Tracking fellow FOSS-to-academia migrants

March 6, 2012 – 10:59 am

First: I’m working on a list of FOSS hackers who’ve gone back to school to study FOSS in some way; do you know of any? Please let me know in the comments. They needn’t be coders; designers, endocrinologist documenters, etc. are also totally welcome, as are contributors to open content and hardware projects — for instance, a very active Wikipedian who goes to graduate school to study the collaboration practices of Wikipedia.)

Now then.

Seb Benthall’s post about academic vs open culture reminded me that I’d like to track my fellow FOSS-to-academia migrants somewhere. Seb and myself are members of a fairly short tradition that includes folks like Martin Krafft (Debian developer to CS/Sociology PhD) and Mako Hill (Debian developer and Ubuntu hacker to interdisciplinary PhD student and Berkman Center researcher).

If you think about it, there’s no way the tradition can be anything like short. Undergraduate degrees tend to focus on “study to be able to do” for a broad area rather than a more focused “study of” a particular topic, so I’m mainly looking at grad students and those who’ve gotten their graduate degrees. To enter graduate school, you typically need an undergraduate degree — which means you’re likely at least in your early twenties. That’s how old the Free Software and Open Source movements are themselves.

It’s not that we’re the first generation of grad students to grow up in FOSS culture — that distinction belongs to people now in their mid-thirties to early forties, who were college-aged in the mid-90′s when the FOSS world was ramping up for the firs time. But we’re the first ones to enter grad school at a time when FOSS culture was widespread enough to be considered a legitimate topic of study by open-minded advisors; in a prior day, we might have studied CS, math, education, or any number of things with “proper” topics as our primary research focus, with open source remaining a devoted side hobby mostly separate from our “real academic work.”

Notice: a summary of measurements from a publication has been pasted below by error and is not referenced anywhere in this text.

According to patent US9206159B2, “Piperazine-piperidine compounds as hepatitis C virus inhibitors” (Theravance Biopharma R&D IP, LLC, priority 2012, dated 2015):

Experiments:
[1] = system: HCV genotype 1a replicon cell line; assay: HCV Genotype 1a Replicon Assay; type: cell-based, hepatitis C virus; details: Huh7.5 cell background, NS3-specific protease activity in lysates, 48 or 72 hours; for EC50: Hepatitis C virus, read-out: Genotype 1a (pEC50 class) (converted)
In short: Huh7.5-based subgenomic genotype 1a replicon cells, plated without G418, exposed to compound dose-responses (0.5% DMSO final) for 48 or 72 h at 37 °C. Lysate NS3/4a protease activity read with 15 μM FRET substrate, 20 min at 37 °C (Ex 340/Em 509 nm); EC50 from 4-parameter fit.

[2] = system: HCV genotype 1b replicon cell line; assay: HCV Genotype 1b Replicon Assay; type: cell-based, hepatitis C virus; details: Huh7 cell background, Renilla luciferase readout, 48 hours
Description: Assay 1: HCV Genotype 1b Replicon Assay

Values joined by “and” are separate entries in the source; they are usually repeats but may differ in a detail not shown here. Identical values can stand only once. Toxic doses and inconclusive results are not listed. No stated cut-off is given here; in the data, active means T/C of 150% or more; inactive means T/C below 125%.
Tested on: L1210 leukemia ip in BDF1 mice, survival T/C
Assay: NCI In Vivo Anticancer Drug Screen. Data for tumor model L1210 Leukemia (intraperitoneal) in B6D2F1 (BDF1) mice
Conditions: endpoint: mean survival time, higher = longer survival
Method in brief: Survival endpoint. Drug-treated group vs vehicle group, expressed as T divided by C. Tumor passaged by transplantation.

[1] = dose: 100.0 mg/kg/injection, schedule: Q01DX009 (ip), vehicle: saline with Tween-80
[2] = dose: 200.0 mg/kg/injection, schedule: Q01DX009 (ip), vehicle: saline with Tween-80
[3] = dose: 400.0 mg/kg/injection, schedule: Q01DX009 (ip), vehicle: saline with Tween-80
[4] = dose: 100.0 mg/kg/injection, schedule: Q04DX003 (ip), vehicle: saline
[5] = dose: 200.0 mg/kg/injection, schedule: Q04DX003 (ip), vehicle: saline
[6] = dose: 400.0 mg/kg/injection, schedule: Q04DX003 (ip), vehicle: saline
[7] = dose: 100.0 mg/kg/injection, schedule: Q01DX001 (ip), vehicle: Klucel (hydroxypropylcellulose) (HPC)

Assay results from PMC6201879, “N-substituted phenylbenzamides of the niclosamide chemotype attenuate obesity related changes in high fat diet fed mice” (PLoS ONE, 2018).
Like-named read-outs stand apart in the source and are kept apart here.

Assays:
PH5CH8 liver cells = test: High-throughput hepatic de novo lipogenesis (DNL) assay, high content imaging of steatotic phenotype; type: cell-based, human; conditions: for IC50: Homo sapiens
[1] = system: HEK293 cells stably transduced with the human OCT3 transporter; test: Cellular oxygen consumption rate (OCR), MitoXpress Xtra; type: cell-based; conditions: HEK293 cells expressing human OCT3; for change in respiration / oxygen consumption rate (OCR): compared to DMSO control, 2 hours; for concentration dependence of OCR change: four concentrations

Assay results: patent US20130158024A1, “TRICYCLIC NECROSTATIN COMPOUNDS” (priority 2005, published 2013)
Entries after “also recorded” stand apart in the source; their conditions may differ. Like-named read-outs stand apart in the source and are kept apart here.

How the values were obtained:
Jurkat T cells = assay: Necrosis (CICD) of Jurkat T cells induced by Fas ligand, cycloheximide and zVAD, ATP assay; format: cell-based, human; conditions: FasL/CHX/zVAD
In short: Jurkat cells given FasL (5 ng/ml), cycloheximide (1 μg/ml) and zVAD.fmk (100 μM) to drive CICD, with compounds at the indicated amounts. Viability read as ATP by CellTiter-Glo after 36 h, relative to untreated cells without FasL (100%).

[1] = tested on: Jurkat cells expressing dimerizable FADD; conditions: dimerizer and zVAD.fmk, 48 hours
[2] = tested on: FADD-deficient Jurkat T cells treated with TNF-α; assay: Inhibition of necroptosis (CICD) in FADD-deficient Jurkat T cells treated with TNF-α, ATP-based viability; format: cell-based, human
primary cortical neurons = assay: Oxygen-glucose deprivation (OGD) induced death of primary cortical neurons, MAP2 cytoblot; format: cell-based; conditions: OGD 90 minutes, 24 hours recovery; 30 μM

It’s a good time and place in history to be. Plenty of opportunities to find and make — and we’re hackers, so we’re used to finding and making our own way through a chaotic world. Perfect.

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  1. 5 Responses to “Tracking fellow FOSS-to-academia migrants”

  2. Huzzah!

    I don’t know of such a list. If there isn’t one already, it looks like there isn’t much traction on the “hackademic” portmanteau. Domain names seem open…

    By Seb on Mar 6, 2012

  3. Not a FOSS hacker as far as I know, but a significant programmer-turned-academic is James Bessen:

    By Alex on Mar 7, 2012

  4. I’m one of those but I’m only doing a Masters degree rather then a phd. :)

    By henna on Mar 7, 2012

  5. @Henna: Totally counts! And yes, yes, *yes* for doing your reading summaries online (just found your blog) — what are you working on/towards, and what’s the best way for folks to help you?

    By Mel on Mar 7, 2012

  6. I am working the other way. I am an academic, always been a maker / doer / hacker of such. But grew up in academia and am working to learn how individuals in FOSS learn. I think there is much still to learn about how those in FOSS learn and how that type of learning can be used to learn other subjects.

    By James Folkestad on Mar 9, 2012

What do you think?